The Independent Press day was absolutley great, but I knew it would be.
Although I have little interest in pursuing my severely limited writing skills after university, I thought it would be foolish to see this as a justification for missing such a great oppurtunity.
I went to a talk by Leicester Writers Club at 11am which was quite insightful. They spoke of their various experiences of success in publishing, which made me wish I had heard the talk before I handed an essay on the literary market in earlier this year. I met one of the writers afterwards, and was delighted to discover that we shared the same passion for keeping our family history alive.
Afterwards i did a bit of stallholding and felt very important and very out of my depth in equal measures. People kept asking important questions, to which i had to basically reply in better words, "i am not a useful or important human being, the people who can answer your questions will be back around 2pm."
At 1pm Some of our class read out their work. I was pleased to find that everyone kept to their 3 minute slots, rather than having to tolerate anyone who struggles to understand how GMT does not slow down for their own REALLY REALLY IMPORTANT reading. Saying that, Nath was perhaps a little bit over but began with a warning and an apology, neither of which were needed considering he stole the show and was definitley the best person to end with. I read one poem and said something about yoda. I didnt mean to say anything about yoda.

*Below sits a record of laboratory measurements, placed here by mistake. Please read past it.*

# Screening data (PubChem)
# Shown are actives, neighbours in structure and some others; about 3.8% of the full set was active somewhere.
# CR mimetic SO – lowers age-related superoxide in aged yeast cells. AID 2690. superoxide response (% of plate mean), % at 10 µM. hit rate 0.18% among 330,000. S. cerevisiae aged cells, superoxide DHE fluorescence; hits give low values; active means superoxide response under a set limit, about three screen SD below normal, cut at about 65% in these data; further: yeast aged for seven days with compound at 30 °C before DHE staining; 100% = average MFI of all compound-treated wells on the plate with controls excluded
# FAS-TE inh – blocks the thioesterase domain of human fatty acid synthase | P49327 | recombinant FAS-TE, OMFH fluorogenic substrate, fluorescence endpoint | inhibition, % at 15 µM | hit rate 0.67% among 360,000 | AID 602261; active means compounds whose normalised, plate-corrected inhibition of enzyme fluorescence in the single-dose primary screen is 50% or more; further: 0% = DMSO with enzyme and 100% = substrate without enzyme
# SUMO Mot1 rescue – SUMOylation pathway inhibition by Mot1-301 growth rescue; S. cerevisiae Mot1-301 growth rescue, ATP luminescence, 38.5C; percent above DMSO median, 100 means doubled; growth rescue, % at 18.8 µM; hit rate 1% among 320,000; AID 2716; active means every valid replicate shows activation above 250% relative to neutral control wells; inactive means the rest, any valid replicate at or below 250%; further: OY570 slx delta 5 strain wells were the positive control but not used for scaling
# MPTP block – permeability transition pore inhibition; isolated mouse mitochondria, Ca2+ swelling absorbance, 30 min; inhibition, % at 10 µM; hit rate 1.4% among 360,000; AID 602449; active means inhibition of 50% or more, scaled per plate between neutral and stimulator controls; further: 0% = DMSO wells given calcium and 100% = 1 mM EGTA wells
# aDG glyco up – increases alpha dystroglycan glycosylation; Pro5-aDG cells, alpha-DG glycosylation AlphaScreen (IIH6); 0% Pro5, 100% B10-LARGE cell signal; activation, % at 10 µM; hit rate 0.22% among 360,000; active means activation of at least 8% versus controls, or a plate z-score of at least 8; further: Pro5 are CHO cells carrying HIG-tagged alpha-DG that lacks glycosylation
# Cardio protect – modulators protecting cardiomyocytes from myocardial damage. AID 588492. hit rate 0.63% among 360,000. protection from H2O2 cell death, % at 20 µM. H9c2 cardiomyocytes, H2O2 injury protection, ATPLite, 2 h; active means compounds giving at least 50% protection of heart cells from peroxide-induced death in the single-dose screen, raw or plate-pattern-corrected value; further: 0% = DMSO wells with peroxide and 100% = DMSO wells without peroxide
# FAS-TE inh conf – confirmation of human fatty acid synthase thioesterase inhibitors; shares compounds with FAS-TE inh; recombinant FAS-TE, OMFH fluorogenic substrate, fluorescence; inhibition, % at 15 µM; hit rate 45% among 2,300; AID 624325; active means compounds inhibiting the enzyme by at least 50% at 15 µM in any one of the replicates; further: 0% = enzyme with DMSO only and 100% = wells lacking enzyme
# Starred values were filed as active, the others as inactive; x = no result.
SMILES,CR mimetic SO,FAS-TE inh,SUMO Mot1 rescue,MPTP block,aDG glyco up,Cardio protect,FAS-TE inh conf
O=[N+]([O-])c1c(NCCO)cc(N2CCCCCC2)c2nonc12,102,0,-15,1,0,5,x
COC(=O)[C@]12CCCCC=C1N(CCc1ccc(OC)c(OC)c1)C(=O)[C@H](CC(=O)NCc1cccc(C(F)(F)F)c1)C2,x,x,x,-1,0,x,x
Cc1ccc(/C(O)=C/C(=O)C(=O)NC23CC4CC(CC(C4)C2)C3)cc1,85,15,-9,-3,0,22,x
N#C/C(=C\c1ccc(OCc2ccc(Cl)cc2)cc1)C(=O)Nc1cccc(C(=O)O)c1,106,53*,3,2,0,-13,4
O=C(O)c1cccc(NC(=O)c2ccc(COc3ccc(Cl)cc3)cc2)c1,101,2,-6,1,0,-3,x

The readings by Crystal Clear at 3pm were all excellent too. I met a charming woman afterwards who told me she gets as nervous as I do about reading aloud, which was reassuring considering how confident she looked and the warm feedback she got from the audience. My favourite piece was the poem about the merman by Maria.
I then had a little bit of time to look around the stalls and FINALLY got my hands on not one but two copies of coffee house magazine, which I have had my eye on for a while. I would also like to take this moment to say that I wish I lived in Deborah Tyler-Bennett's wardrobe.
I met all manners of weird and wonderful people picking up pens, sweets and contact cards along the way. There were consideringly less waistcoats and bumbags than I first anticipated (I am not slating either item of course, as a child I was a keen waitcoat wearer and nothing makes sense at an all-day event like a bumbag.) and it was nice to be part of something which had such an electric atmosphere.
I was also allowed the rare chance to see chris partaking in manual labour while we helped with the relocation of over 4,000 tables... sweaty and hilarious all at once.